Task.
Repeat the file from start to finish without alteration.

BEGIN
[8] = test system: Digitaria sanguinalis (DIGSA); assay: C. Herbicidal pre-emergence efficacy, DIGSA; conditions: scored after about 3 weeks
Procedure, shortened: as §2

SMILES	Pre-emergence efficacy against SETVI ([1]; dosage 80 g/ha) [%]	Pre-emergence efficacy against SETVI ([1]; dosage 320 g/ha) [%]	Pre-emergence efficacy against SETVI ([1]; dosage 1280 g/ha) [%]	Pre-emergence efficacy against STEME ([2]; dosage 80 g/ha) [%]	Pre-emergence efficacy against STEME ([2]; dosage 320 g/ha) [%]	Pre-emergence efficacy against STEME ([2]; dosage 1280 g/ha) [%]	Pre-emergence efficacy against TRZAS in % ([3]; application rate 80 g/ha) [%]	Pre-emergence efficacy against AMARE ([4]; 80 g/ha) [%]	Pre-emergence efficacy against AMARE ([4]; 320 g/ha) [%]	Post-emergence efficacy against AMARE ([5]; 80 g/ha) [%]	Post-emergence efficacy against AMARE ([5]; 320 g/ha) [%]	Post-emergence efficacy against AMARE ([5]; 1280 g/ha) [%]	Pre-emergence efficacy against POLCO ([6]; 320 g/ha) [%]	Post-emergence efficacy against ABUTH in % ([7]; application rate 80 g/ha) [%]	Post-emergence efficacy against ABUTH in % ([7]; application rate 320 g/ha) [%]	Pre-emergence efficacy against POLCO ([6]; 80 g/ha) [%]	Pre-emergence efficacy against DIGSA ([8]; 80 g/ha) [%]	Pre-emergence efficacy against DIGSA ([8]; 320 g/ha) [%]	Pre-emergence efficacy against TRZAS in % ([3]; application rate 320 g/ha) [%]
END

[8] = test system: Digitaria sanguinalis (DIGSA); assay: C. Herbicidal pre-emergence efficacy, DIGSA; conditions: scored after about 3 weeks
Procedure, shortened: as §2

SMILES	Pre-emergence efficacy against SETVI ([1]; dosage 80 g/ha) [%]	Pre-emergence efficacy against SETVI ([1]; dosage 320 g/ha) [%]	Pre-emergence efficacy against SETVI ([1]; dosage 1280 g/ha) [%]	Pre-emergence efficacy against STEME ([2]; dosage 80 g/ha) [%]	Pre-emergence efficacy against STEME ([2]; dosage 320 g/ha) [%]	Pre-emergence efficacy against STEME ([2]; dosage 1280 g/ha) [%]	Pre-emergence efficacy against TRZAS in % ([3]; application rate 80 g/ha) [%]	Pre-emergence efficacy against AMARE ([4]; 80 g/ha) [%]	Pre-emergence efficacy against AMARE ([4]; 320 g/ha) [%]	Post-emergence efficacy against AMARE ([5]; 80 g/ha) [%]	Post-emergence efficacy against AMARE ([5]; 320 g/ha) [%]	Post-emergence efficacy against AMARE ([5]; 1280 g/ha) [%]	Pre-emergence efficacy against POLCO ([6]; 320 g/ha) [%]	Post-emergence efficacy against ABUTH in % ([7]; application rate 80 g/ha) [%]	Post-emergence efficacy against ABUTH in % ([7]; application rate 320 g/ha) [%]	Pre-emergence efficacy against POLCO ([6]; 80 g/ha) [%]	Pre-emergence efficacy against DIGSA ([8]; 80 g/ha) [%]	Pre-emergence efficacy against DIGSA ([8]; 320 g/ha) [%]	Pre-emergence efficacy against TRZAS in % ([3]; application rate 320 g/ha) [%]